COLORADO SPRINGS — The Colorado Department of Transportation (CDOT) reported 137 motorcyclists killed, making up 20% of all traffic fatalities in 2021. The DOT encourages riders to wear helmets all the time – and especially ahead of Motorcycle Safety Awareness Month.

According to CDOT, state roads have become more dangerous for motorcyclists in recent years.

2020 was the deadliest year on record with 140 motorcyclists killed. CDOT’s crash data revealed that most riders killed in 2021 were not wearing helmets. So far in 2022, the department is reporting a total of 17 motorcycle deaths – and, out of those, they say only four drivers wore helmets.

“Helmet use is the most crucial factor in the survivability of a motorcycle crash,” said Darrell Lingk, director of the Highway Safety Office at CDOT. “Head injuries are common in these crashes. So, whether you are riding around town or cross country, we encourage riders to always wear a helmet.” 

CDOT says motorcycles account for only three percent of registered vehicles in the state. Most deaths occurred in June, proving the start of the riding season to be especially deadly. Of those killed, 89 percent were male and 46% were under the age of 40.

El Paso, Jefferson, Adams, Denver and Pueblo counties reported the most motorcycle deaths.

CDOT will launch the Aftermath campaign to emphasize the importance of helmet use in preventing severe injuries and death. The campaign will address misconceptions about wearing helmets and advertise on billboards and social media across the state.

In addition to wearing helmets, riders can wear proper gear and even receive professional training. They must follow traffic laws and ride sober. These tips are explained further below:

  • Get a license endorsement. Getting a motorcycle license endorsement keeps the motorcyclist in compliance with state law and verifies the motorcyclist has the basic skills to operate a motorcycle on a roadway. 
  • Wear proper gear. Proper gear includes a helmet, boots that cover the ankles, riding pants and jacket, gloves and eye protection. 
  • Receive professional training. All motorcyclists should receive professional training. Long time riders are encouraged go to training classes for a refresher every few years.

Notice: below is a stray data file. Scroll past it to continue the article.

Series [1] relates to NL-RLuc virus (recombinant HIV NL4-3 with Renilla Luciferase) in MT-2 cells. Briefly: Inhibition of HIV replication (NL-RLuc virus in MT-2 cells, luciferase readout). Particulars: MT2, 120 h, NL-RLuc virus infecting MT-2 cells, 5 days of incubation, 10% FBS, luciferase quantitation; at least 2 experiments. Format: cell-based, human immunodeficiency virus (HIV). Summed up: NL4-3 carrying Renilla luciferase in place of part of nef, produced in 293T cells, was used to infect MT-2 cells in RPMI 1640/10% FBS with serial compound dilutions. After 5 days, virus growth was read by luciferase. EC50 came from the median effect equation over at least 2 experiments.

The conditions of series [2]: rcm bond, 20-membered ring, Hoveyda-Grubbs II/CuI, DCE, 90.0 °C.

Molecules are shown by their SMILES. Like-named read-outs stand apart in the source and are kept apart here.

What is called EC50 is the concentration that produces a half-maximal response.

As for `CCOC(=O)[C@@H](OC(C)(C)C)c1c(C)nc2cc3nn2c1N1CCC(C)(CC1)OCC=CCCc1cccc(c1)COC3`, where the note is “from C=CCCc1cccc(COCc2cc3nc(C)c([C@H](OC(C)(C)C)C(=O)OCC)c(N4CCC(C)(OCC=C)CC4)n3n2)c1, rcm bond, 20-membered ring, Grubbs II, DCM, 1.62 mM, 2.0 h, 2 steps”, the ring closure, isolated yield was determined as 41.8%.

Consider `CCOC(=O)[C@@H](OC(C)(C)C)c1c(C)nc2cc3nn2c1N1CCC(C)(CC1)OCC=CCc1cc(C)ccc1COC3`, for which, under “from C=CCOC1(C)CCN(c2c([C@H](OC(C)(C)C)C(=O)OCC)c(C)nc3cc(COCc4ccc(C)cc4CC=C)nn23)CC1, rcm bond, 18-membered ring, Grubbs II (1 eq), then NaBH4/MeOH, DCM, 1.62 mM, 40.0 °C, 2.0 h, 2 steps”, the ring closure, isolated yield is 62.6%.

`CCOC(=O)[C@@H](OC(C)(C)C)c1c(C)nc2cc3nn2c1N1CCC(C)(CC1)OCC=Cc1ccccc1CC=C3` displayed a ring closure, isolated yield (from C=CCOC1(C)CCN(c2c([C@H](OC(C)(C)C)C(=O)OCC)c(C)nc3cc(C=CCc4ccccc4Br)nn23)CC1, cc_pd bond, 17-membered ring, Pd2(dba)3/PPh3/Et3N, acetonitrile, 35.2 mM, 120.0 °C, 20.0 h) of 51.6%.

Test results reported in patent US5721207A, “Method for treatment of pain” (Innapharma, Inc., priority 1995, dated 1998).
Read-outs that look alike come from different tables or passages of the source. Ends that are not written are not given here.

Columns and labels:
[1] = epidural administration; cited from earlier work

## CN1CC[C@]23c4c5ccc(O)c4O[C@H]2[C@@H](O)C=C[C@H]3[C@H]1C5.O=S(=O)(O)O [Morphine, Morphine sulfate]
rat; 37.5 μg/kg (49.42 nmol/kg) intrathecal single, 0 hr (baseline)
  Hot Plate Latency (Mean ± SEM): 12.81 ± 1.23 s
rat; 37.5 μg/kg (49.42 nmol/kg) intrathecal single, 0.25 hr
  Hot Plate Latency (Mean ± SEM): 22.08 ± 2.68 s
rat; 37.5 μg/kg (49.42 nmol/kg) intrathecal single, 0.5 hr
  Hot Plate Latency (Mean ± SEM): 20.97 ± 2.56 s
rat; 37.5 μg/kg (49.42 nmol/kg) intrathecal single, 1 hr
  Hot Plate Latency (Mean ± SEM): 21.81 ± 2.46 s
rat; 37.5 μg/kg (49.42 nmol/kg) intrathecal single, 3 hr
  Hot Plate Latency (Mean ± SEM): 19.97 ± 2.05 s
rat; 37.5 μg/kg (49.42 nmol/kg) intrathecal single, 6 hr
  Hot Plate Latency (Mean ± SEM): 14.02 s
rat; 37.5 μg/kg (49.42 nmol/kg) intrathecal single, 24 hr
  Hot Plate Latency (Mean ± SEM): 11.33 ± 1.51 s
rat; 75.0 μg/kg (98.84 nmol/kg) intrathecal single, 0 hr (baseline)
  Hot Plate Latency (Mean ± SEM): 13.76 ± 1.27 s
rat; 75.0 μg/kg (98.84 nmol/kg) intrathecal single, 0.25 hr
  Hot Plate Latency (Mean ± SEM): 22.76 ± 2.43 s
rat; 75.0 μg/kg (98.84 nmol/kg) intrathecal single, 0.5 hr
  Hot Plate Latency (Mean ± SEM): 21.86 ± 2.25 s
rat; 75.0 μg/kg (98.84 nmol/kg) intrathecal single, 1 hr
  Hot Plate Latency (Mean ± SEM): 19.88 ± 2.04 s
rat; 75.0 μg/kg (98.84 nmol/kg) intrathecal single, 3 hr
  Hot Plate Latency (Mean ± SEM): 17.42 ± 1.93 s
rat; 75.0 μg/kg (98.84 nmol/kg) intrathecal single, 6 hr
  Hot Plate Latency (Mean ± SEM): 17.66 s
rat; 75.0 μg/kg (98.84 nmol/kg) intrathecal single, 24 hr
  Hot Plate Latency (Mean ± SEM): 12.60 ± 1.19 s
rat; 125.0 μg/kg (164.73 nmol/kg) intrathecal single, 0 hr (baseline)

• Follow all traffic laws. All motorcyclists are required to follow the rules of the road.  In Colorado, lane splitting is illegal. 
  • Ride sober. Even one drink can decrease reaction times, coordination, vision, judgement and concentration, all of which are crucial when operating a motorcycle. 

“Whether an experienced rider or someone just getting started, cycling requires great skill and respect for the common hazards you will encounter during your ride,” said Matthew C. Packard, Chief of the Colorado State Patrol.  “The right gear, including wearing a helmet, can make the difference between life and death.”

CDOT also reminds drivers to use caution around motorcycles by checking blind spots, keeping distance from motorcycles, looking twice and eliminating distractions while driving. More detailed tips can be found below:

  • Check blind spots. Since motorcycles are much smaller than cars, it is easy for them to get lost in blind spots. Before making any lane changes, thoroughly check all blind spots and use traffic signals. 
  • Look twice. When making lane changes, turns, merging and other traffic changes, check twice to save a life. 
  • Use extra caution when turning left.. When making left turns, look carefully for motorcyclists as you they can be difficult to see. 
  • Never follow motorcyclists too closely. Motorcycles and their riders can slow down quicker than cars. Giving riders more space than a car ensures that drivers have enough time to slow or stop. 
  • Eliminate distractions while driving. Being mindful and aware of driving situations, changes on the roadways and other unexpected incidents increases the safety for drivers and motorcyclists.